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The purpose of this activity is to give to participants a close look on how discrimination works and how the issue is affecting the targeted person.


  • Time: 40 minutes depending on the group size
  • Materials: rope (15 meters)
  • Preparation: no special preparation is required


  1. Instruct participants that the following activity can become too intense for some of them. If this will be the case, they are free to disengage from it at any point.
  2. Invite one participant as a volunteer and offer him to play a role, like:
  • A refugee student who just arrived to school;
  • A refugee boy/girl who moved to the neighbourhood;
  • A refugee boy/girl who has a relationship with another person from the local community
  1. Tell the volunteer that if he considers the activity to be too intense he/she can just say it anytime and ask to stop.
  2. Ask participants to make a semicircle with the volunteer sitting in the centre. Ask participants to start telling negative phrases that such would typically get from society according to the option chosen before (e.g. “You are a dangerous person”, “You are not welcome here, why are you here?”). Each person telling something will simultaneously wrap the volunteer with a rope (1 circle from each speaker).
  3. After everyone has told his/her negative words at least once, take a moment of silence to let the situation sink in.
  4. Then ask participants to encourage the volunteer by telling him/her positive words (e.g. “don’t listen to them, you are still a great person”, “this is your life and you can live as you want”) while, at the same time, releasing a volunteer from the rope (in reverse order).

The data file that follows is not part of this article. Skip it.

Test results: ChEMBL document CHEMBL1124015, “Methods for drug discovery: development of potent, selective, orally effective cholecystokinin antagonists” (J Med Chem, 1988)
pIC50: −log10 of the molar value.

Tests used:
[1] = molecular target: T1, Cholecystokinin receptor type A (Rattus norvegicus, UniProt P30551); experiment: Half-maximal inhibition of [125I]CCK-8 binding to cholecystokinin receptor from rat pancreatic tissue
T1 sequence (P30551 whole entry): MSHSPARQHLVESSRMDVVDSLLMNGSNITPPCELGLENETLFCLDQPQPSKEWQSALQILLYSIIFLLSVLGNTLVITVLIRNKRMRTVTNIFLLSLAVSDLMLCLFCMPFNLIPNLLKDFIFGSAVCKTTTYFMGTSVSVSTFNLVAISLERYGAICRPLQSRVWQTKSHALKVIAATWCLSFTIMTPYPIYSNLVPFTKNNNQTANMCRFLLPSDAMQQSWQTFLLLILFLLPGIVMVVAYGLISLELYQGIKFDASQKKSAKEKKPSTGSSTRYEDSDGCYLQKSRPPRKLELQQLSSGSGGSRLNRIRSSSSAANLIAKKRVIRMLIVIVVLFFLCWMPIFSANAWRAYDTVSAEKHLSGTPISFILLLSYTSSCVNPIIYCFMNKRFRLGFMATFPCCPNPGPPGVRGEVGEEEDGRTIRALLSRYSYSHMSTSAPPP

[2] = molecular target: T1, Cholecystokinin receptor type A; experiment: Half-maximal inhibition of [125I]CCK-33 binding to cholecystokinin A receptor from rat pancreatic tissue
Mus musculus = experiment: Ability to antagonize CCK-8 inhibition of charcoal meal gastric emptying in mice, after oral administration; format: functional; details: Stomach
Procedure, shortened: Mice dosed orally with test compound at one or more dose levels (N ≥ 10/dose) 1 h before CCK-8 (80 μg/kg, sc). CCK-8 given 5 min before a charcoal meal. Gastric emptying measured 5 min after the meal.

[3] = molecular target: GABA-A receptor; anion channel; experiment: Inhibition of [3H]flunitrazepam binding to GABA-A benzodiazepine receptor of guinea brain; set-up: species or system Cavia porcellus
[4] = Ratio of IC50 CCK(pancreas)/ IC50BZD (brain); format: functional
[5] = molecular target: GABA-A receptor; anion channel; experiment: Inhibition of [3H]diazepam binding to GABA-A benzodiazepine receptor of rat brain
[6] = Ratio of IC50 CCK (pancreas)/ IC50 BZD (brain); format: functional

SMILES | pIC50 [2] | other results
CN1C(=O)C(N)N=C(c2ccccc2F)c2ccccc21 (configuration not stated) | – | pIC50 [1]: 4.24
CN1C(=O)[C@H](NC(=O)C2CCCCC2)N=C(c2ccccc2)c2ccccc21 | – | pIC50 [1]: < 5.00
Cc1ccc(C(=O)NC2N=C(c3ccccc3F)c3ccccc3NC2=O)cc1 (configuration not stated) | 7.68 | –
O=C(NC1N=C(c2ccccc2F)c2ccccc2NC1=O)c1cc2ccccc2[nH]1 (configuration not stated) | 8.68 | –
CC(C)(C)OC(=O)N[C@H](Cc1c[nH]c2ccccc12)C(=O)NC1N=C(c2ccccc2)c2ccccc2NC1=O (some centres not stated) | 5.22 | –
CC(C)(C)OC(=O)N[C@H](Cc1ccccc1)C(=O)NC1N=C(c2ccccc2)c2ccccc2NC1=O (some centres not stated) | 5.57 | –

5. At the end of the activity, explain the participants that it was just a game and a volunteer is a very good and amazing person.
  6. Reconvene all the participants in a circle and ask them to shake off their hands and legs, to release the emotions of the activity

Notes for facilitator:

  • This activity can be quite emotional, so use it with great care and with groups in which participants are already very comfortable with each other. Do not use this activity in short trainings or in the beginning of a training.
  • Check how the volunteer and the participants are feeling, as this can be a very emotional activity, hurting their feelings or making them feel bad. In extreme cases it can be necessary to stop early the sharing of negative thoughts and to move to the positive ones. Take also into account the possibility of stopping the activity early, moving directly to the shaking off and debriefing.


  • How was it? How did you feel during this activity?
  • For the volunteer: how did you feel being told all the negative stuff? How did you feel being encouraged?
  • For the others: what did you feel when you told the negative and positive phrases?
  • Is this similar with any situation from your community? Could you give examples?
  • What could we learn from this activity about how society is treating refugees?
  • How can we contribute to solve this problem of exclusion? 




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